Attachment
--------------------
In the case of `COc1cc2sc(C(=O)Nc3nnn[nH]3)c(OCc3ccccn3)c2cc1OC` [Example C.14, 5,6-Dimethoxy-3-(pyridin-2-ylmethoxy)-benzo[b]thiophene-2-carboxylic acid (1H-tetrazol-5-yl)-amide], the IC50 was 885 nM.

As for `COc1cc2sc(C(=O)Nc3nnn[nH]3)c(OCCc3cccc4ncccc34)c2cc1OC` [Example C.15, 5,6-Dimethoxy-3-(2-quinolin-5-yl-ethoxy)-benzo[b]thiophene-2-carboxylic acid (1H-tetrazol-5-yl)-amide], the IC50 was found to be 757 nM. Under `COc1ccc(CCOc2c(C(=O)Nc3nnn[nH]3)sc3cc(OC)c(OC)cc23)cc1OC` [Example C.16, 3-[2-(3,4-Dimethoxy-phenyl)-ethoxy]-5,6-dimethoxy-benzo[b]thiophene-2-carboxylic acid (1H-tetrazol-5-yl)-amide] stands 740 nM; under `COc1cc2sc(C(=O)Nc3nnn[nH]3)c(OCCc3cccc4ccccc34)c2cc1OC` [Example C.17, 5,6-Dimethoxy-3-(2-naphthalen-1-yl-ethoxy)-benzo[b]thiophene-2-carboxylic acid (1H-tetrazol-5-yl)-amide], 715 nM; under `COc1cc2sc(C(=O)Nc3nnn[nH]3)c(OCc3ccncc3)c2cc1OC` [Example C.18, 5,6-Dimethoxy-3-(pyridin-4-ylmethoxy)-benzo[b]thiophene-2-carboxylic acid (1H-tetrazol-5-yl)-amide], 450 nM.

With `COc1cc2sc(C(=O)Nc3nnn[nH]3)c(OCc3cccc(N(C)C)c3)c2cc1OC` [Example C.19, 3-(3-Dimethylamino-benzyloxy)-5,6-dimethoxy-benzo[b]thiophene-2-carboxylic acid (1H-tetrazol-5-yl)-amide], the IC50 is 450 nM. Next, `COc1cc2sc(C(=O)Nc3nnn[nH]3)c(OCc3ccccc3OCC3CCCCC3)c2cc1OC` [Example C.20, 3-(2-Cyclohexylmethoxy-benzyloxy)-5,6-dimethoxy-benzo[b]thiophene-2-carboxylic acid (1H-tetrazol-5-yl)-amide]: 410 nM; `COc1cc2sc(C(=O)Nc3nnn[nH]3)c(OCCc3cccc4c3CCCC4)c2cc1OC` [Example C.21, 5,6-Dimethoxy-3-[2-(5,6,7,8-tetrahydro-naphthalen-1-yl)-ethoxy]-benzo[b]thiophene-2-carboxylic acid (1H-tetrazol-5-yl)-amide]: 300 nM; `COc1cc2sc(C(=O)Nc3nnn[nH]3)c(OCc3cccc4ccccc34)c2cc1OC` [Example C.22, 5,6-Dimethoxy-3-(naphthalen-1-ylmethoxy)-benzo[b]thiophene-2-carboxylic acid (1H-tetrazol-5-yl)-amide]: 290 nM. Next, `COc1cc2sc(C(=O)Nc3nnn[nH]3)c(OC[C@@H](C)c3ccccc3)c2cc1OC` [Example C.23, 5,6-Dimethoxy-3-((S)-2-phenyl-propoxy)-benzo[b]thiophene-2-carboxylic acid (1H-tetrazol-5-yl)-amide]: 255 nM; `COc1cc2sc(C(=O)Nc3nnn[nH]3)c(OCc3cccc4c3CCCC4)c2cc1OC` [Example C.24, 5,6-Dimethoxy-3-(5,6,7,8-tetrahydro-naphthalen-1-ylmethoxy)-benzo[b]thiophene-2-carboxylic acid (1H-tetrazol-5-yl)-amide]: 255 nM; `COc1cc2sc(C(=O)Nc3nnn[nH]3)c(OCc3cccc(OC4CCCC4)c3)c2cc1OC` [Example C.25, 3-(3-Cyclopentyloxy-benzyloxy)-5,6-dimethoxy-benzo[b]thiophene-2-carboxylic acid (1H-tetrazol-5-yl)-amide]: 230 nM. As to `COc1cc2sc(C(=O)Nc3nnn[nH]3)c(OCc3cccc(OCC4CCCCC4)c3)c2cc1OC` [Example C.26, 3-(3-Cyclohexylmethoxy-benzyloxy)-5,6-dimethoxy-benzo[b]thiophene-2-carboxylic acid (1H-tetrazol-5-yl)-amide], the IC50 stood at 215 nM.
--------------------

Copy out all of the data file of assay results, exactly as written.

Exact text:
In the case of `COc1cc2sc(C(=O)Nc3nnn[nH]3)c(OCc3ccccn3)c2cc1OC` [Example C.14, 5,6-Dimethoxy-3-(pyridin-2-ylmethoxy)-benzo[b]thiophene-2-carboxylic acid (1H-tetrazol-5-yl)-amide], the IC50 was 885 nM.

As for `COc1cc2sc(C(=O)Nc3nnn[nH]3)c(OCCc3cccc4ncccc34)c2cc1OC` [Example C.15, 5,6-Dimethoxy-3-(2-quinolin-5-yl-ethoxy)-benzo[b]thiophene-2-carboxylic acid (1H-tetrazol-5-yl)-amide], the IC50 was found to be 757 nM. Under `COc1ccc(CCOc2c(C(=O)Nc3nnn[nH]3)sc3cc(OC)c(OC)cc23)cc1OC` [Example C.16, 3-[2-(3,4-Dimethoxy-phenyl)-ethoxy]-5,6-dimethoxy-benzo[b]thiophene-2-carboxylic acid (1H-tetrazol-5-yl)-amide] stands 740 nM; under `COc1cc2sc(C(=O)Nc3nnn[nH]3)c(OCCc3cccc4ccccc34)c2cc1OC` [Example C.17, 5,6-Dimethoxy-3-(2-naphthalen-1-yl-ethoxy)-benzo[b]thiophene-2-carboxylic acid (1H-tetrazol-5-yl)-amide], 715 nM; under `COc1cc2sc(C(=O)Nc3nnn[nH]3)c(OCc3ccncc3)c2cc1OC` [Example C.18, 5,6-Dimethoxy-3-(pyridin-4-ylmethoxy)-benzo[b]thiophene-2-carboxylic acid (1H-tetrazol-5-yl)-amide], 450 nM.

With `COc1cc2sc(C(=O)Nc3nnn[nH]3)c(OCc3cccc(N(C)C)c3)c2cc1OC` [Example C.19, 3-(3-Dimethylamino-benzyloxy)-5,6-dimethoxy-benzo[b]thiophene-2-carboxylic acid (1H-tetrazol-5-yl)-amide], the IC50 is 450 nM. Next, `COc1cc2sc(C(=O)Nc3nnn[nH]3)c(OCc3ccccc3OCC3CCCCC3)c2cc1OC` [Example C.20, 3-(2-Cyclohexylmethoxy-benzyloxy)-5,6-dimethoxy-benzo[b]thiophene-2-carboxylic acid (1H-tetrazol-5-yl)-amide]: 410 nM; `COc1cc2sc(C(=O)Nc3nnn[nH]3)c(OCCc3cccc4c3CCCC4)c2cc1OC` [Example C.21, 5,6-Dimethoxy-3-[2-(5,6,7,8-tetrahydro-naphthalen-1-yl)-ethoxy]-benzo[b]thiophene-2-carboxylic acid (1H-tetrazol-5-yl)-amide]: 300 nM; `COc1cc2sc(C(=O)Nc3nnn[nH]3)c(OCc3cccc4ccccc34)c2cc1OC` [Example C.22, 5,6-Dimethoxy-3-(naphthalen-1-ylmethoxy)-benzo[b]thiophene-2-carboxylic acid (1H-tetrazol-5-yl)-amide]: 290 nM. Next, `COc1cc2sc(C(=O)Nc3nnn[nH]3)c(OC[C@@H](C)c3ccccc3)c2cc1OC` [Example C.23, 5,6-Dimethoxy-3-((S)-2-phenyl-propoxy)-benzo[b]thiophene-2-carboxylic acid (1H-tetrazol-5-yl)-amide]: 255 nM; `COc1cc2sc(C(=O)Nc3nnn[nH]3)c(OCc3cccc4c3CCCC4)c2cc1OC` [Example C.24, 5,6-Dimethoxy-3-(5,6,7,8-tetrahydro-naphthalen-1-ylmethoxy)-benzo[b]thiophene-2-carboxylic acid (1H-tetrazol-5-yl)-amide]: 255 nM; `COc1cc2sc(C(=O)Nc3nnn[nH]3)c(OCc3cccc(OC4CCCC4)c3)c2cc1OC` [Example C.25, 3-(3-Cyclopentyloxy-benzyloxy)-5,6-dimethoxy-benzo[b]thiophene-2-carboxylic acid (1H-tetrazol-5-yl)-amide]: 230 nM. As to `COc1cc2sc(C(=O)Nc3nnn[nH]3)c(OCc3cccc(OCC4CCCCC4)c3)c2cc1OC` [Example C.26, 3-(3-Cyclohexylmethoxy-benzyloxy)-5,6-dimethoxy-benzo[b]thiophene-2-carboxylic acid (1H-tetrazol-5-yl)-amide], the IC50 stood at 215 nM.